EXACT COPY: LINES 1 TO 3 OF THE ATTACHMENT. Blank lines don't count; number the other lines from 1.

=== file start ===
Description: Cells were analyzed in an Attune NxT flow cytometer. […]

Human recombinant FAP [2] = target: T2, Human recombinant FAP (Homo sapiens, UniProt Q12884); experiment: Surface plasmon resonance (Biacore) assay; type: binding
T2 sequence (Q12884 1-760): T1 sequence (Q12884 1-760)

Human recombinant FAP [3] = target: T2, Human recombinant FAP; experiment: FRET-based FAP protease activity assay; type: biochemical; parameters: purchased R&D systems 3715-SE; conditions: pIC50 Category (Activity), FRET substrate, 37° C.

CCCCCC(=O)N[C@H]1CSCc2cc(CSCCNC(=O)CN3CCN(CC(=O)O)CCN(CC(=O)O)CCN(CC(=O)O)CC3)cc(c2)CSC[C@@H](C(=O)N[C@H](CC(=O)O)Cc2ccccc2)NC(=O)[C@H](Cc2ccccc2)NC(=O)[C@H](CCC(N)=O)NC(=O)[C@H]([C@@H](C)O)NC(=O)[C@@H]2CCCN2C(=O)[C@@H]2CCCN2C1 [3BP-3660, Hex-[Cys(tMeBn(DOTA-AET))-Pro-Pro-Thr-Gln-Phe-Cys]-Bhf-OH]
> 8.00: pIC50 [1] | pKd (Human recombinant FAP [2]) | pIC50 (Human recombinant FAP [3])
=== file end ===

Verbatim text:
Description: Cells were analyzed in an Attune NxT flow cytometer. […]

Human recombinant FAP [2] = target: T2, Human recombinant FAP (Homo sapiens, UniProt Q12884); experiment: Surface plasmon resonance (Biacore) assay; type: binding
T2 sequence (Q12884 1-760): T1 sequence (Q12884 1-760)